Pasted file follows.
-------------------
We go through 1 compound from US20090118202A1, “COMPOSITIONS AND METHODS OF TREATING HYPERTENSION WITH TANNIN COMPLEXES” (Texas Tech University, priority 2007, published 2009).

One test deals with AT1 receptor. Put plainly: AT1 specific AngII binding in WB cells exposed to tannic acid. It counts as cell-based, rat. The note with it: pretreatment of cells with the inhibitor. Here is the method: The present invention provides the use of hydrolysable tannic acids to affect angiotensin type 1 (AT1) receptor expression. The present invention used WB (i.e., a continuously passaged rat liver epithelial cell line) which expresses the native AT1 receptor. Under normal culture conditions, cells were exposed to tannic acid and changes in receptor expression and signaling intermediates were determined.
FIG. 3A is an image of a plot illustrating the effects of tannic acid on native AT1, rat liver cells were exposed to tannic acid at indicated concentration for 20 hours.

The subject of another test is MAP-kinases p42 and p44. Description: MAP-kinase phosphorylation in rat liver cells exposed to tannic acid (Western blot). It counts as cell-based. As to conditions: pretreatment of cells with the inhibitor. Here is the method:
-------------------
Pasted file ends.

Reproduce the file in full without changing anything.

We go through 1 compound from US20090118202A1, “COMPOSITIONS AND METHODS OF TREATING HYPERTENSION WITH TANNIN COMPLEXES” (Texas Tech University, priority 2007, published 2009).

One test deals with AT1 receptor. Put plainly: AT1 specific AngII binding in WB cells exposed to tannic acid. It counts as cell-based, rat. The note with it: pretreatment of cells with the inhibitor. Here is the method: The present invention provides the use of hydrolysable tannic acids to affect angiotensin type 1 (AT1) receptor expression. The present invention used WB (i.e., a continuously passaged rat liver epithelial cell line) which expresses the native AT1 receptor. Under normal culture conditions, cells were exposed to tannic acid and changes in receptor expression and signaling intermediates were determined.
FIG. 3A is an image of a plot illustrating the effects of tannic acid on native AT1, rat liver cells were exposed to tannic acid at indicated concentration for 20 hours.

The subject of another test is MAP-kinases p42 and p44. Description: MAP-kinase phosphorylation in rat liver cells exposed to tannic acid (Western blot). It counts as cell-based. As to conditions: pretreatment of cells with the inhibitor. Here is the method: